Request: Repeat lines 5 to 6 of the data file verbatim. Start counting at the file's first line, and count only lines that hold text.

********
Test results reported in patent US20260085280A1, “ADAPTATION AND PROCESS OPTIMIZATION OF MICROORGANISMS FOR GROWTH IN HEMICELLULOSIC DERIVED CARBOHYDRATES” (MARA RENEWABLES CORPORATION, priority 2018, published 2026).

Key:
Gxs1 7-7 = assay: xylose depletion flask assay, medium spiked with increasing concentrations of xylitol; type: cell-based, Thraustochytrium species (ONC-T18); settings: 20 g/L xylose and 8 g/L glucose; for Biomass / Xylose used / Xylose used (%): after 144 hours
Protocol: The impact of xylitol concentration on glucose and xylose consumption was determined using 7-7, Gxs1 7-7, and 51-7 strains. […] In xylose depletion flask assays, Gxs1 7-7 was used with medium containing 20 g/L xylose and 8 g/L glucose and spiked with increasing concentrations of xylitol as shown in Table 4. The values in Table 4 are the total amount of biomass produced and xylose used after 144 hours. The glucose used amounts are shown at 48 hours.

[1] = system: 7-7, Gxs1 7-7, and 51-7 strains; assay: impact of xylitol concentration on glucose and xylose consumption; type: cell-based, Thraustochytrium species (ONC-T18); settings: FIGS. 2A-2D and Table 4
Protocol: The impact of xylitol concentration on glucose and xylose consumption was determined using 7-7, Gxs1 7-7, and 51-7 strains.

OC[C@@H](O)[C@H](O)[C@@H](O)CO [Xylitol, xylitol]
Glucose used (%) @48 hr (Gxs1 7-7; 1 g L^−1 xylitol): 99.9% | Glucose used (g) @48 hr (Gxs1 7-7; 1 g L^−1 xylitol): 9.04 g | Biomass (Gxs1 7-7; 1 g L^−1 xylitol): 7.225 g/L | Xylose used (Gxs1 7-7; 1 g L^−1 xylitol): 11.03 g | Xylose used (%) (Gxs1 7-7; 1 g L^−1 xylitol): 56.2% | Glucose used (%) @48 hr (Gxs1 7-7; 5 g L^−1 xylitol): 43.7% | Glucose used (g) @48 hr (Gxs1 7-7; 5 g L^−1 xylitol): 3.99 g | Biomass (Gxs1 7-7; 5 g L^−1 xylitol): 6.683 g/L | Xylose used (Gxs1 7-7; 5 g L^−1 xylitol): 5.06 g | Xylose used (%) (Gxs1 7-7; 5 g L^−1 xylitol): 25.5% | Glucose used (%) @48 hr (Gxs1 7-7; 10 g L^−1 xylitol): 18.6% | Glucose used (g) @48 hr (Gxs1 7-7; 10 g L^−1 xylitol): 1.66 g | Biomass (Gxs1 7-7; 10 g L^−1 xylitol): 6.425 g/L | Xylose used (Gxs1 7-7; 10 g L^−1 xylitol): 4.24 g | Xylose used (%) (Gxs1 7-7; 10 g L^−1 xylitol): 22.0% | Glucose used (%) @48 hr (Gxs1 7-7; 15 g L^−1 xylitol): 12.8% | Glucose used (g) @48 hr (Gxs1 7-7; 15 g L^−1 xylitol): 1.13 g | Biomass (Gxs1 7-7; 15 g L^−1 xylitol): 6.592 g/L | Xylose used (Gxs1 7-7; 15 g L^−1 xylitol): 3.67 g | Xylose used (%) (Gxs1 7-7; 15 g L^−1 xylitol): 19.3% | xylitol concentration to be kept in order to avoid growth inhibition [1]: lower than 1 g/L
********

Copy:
[1] = system: 7-7, Gxs1 7-7, and 51-7 strains; assay: impact of xylitol concentration on glucose and xylose consumption; type: cell-based, Thraustochytrium species (ONC-T18); settings: FIGS. 2A-2D and Table 4
Protocol: The impact of xylitol concentration on glucose and xylose consumption was determined using 7-7, Gxs1 7-7, and 51-7 strains.